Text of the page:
I am considering re-titling some rental houses with each having its own dedicated single member LLC whereby the LLC’s lone member (owner) would be my existing consolidated taxpaying multi-member LLC (partnership). The houses already have their own bank accounts and could easily include EIN numbers as well. Hopefully this would give me asset protection and natural flow-through. Does this layered configuration make sense, and how do I insure the process does not ‘dirty’ the property titles for subsequent disposition of the houses?
In my state – Georgia, LLCs are relatively inexpensive $100/$30 if self-created, however Foreign LLCs, i.e. Nevada Series LLCs which look good on paper are expensive to register here. TIA
– Jack, Georgia
LLCs are excellent for real estate. Your “layering” concept is very good as well. This is how many of the big players do it.
Some of them have separate entities for 1.) holding the real estate and 2.) managing the real estate. This makes particularly good sense in states that don’t charge an annual LLC fee/tax (sorry Californians–you have an $800 annual LLC tax).
They are superior to corporations in that the paper losses generated by real estate’s depreciation deduction flow through to the individuals that tax year, rather than staying within the corporation and having to be carried forward.
A tax deduction now is worth more than one in the future (time value of money 101).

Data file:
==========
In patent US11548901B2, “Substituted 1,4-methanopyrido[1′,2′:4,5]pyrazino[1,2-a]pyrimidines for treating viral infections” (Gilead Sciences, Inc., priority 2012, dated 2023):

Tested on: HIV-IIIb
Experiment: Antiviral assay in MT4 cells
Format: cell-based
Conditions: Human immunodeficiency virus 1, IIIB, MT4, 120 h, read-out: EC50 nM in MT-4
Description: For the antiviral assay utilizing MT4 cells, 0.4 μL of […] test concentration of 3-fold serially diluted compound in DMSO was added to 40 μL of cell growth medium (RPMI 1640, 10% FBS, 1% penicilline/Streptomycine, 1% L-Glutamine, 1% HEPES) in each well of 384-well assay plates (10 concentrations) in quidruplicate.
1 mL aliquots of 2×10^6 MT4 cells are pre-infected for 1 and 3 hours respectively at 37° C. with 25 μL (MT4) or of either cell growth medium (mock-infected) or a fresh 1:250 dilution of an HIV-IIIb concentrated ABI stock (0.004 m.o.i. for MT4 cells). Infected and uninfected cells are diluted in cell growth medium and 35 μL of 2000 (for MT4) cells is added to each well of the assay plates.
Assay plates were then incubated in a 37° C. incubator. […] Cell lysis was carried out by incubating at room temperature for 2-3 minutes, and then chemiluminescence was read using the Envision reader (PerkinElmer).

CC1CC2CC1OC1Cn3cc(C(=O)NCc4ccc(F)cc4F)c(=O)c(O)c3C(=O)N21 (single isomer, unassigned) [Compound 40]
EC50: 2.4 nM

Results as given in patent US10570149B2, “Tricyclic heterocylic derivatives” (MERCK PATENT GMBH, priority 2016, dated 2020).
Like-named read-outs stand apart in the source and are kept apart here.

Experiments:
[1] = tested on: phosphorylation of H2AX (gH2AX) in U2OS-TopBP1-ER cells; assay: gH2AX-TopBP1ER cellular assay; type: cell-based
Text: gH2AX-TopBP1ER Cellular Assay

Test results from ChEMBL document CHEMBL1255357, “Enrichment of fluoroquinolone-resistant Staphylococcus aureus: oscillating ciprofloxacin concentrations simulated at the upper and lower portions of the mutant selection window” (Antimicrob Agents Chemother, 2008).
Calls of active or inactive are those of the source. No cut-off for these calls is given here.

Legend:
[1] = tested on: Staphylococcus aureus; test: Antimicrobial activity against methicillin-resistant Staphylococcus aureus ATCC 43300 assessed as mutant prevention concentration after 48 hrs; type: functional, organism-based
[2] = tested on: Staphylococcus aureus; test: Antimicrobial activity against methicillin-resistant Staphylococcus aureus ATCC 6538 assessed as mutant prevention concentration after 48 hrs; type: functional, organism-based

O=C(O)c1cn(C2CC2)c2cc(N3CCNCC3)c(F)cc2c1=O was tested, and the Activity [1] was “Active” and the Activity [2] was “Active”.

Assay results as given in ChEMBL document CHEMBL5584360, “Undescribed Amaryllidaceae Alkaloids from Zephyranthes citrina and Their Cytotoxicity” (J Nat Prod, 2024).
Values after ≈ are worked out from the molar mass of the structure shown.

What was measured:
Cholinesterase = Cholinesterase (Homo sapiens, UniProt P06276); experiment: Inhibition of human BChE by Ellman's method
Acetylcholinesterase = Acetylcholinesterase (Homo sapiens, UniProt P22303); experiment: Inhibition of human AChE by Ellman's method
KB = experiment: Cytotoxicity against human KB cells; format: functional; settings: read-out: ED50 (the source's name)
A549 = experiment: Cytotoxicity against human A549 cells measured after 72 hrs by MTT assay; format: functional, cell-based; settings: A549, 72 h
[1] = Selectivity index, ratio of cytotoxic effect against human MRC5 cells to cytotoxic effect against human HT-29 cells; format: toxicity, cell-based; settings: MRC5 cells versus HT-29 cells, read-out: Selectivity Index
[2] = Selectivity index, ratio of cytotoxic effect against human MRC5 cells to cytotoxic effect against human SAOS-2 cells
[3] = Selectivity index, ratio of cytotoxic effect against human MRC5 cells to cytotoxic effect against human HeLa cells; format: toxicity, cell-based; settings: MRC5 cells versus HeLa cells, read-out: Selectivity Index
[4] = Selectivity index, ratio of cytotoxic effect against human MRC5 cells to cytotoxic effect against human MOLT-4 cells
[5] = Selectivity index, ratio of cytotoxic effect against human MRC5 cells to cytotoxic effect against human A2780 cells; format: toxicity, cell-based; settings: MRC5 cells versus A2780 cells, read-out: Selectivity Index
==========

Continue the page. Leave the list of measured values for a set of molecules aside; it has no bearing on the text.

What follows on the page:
The best way to keep the process “clean” is to use a good law firm that does real estate. In a city like Atlanta, there are plenty of firms of under 50 lawyers (which would be a small firm in Atl) that specialize in real estate. Don’t go to a family law (divorce) or criminal lawyer!
You can form the LLCs yourself an save a few bucks, then go to them to make sure the transfer of the titles is done correctly.
This also gives you a chance to test drive a law firm.
In commercial real estate, you’re going to need a good law firm.
From transactional work in negotiations in financing, permits and variances, and leases to litigation with tenants, contractors, insurance companies (yes, insurance companies don’t always pay just because you make a claim!), and condemning authorities….there is a lot of legal work generated from commercial real estate.
I don’t see any advantage in going for a foreign (i.e. Nevada) LLC.
You wouldn’t avoid any taxes (unless you were taxed as a corporation, which is generally a bad idea for real estate), you’d still have to register in Georgia (extra cost, loss of privacy that many seek by going to Nevada), and you’d still have to litigate in Georgia because your property is located there and the opposing party in litigation involving your property could put you in a Georgia court on that basis